First Freewrite

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After the first two input units of “Zhongwen Bu Mafan” textbook. Freewrite from a student aged 13, Australia. Teacher says: “I had 15 minutes up my sleeve today at the end of the lesson so I thought I’d try a free write with them. To this point I had not done any kind of writing activity with them. This little gem made my day ….”

First-year free write (10-4 write)

In-class writing. I call this a 10-4 write, because we start with a list of 10 phrases, either ones I give them or ones we brainstorm, like today.

First we brainstormed 10 “new things” (new structures or vocabulary) from the first three chapters of “Susan you mafan”:

Student-chosen New Structures

Then, through a complex and convoluted process of numerology I made up pretty much on the spot (“Write down your birthday. Write your mother’s birthday. Write a friend’s birthday. If any of the numbers are over 10, add their digits until you get a number that’s 10 or less. You should have four numbers — write a 100-word story containing the phrases with those numbers.”) they chose four out of the 10 structures to include in their stories.

Here are the results. (Students of Terry Waltz.)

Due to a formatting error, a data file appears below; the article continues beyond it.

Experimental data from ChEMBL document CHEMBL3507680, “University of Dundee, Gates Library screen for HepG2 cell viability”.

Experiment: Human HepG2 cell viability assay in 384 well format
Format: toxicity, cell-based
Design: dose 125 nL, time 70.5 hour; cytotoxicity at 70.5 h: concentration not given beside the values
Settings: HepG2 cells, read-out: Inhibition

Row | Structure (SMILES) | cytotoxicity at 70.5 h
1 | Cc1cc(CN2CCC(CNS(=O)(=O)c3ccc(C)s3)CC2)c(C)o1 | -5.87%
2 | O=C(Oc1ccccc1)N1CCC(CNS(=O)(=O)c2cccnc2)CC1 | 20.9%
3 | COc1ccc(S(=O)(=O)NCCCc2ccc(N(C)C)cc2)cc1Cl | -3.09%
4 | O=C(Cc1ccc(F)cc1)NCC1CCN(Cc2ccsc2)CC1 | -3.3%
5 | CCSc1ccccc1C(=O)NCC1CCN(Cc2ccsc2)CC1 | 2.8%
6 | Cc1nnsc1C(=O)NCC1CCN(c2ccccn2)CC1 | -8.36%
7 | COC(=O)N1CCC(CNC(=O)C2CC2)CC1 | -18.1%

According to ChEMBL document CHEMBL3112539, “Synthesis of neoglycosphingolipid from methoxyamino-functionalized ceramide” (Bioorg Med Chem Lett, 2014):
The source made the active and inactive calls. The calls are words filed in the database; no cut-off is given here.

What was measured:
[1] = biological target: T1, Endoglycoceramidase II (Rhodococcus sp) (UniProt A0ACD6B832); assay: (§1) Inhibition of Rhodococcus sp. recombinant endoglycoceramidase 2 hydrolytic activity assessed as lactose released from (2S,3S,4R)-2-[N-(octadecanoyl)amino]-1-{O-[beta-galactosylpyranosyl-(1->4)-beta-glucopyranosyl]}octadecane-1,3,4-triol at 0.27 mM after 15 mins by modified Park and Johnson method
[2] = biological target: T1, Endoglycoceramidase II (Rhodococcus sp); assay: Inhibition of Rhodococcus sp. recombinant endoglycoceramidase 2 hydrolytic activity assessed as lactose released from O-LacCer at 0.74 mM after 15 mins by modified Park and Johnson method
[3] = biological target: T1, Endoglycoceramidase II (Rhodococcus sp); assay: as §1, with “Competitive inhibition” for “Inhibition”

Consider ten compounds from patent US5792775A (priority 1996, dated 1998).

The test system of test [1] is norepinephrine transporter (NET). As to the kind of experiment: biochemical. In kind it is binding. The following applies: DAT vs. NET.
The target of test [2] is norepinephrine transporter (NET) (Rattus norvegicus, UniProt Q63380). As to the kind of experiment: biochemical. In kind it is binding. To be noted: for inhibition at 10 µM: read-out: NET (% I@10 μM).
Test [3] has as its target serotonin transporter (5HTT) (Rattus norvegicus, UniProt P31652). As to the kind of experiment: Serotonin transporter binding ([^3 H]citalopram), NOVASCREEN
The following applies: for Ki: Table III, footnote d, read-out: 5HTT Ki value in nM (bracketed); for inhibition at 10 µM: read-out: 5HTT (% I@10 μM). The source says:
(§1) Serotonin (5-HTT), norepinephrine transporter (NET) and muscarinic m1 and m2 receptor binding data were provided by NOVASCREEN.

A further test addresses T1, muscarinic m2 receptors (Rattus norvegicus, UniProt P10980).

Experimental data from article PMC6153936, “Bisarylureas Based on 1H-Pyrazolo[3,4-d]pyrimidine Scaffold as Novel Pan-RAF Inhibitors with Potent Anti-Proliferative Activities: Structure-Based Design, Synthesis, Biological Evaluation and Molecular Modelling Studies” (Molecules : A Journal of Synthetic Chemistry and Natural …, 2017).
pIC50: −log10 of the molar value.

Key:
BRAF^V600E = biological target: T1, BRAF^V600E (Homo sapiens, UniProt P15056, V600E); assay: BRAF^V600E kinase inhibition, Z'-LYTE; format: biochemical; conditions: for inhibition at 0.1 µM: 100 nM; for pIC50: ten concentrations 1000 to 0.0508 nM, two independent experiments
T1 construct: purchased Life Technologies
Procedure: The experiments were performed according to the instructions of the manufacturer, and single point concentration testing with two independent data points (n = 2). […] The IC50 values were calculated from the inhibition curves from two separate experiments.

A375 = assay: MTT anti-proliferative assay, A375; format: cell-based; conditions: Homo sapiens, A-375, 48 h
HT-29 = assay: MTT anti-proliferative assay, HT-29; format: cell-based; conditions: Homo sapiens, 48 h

http://www.zhongwenbumafan.com/laoshi/Files/Chinese%201%20Writing%2020140502.pdf

 

Writing sample: Day 10 of intensive experience

Student: zero previous Chinese

Day 10 of intensive Chinese camp. 2 hrs TPRS-based instruction daily (1 hr oral, 1 hr reading) plus 1 hr writing. Students were allowed to refer to reading materials when writing, but did not copy more than single characters from those stories. Students received no instruction in handwriting or how to form characters.

Assignment: Write a response to the question “Is it wrong to text at a movie?” (carrying over language into non-fiction writing task, when previous reading input was all fictional stories.)

WritingSample-20hrsTPRS

Comprehensible Input in the Chinese classroom

Are you teaching Chinese with TPRS or Comprehensible Input?

SwamiGiraffe

Thinking about making the leap to a more brain-friendly, student-centered way of teaching?

Here you’ll find actual samples of real students showing what is possible using the TPRS® method of teaching Mandarin. By providing students with large amounts of input that they can truly understand — 100% — teachers who use Comprehensible Input and TPRS® achieve results that look quite different from traditional “book-taught” students.

1st year student speaking: April 9

Student: 10th grader, no previous Chinese experience or background

Class: 100% TPRS 1st year Chinese class, 21 students, 10-11 graders

Task: Draw a multi-panel cartoon without any language on the page, and tell the story to the teacher. Total preparation time, including drawing: 10 minutes. No notes allowed during test. (Student of Terry Waltz.)

Students could use a drawing to organize their thoughts to tell their story.

Students could use a drawing to organize their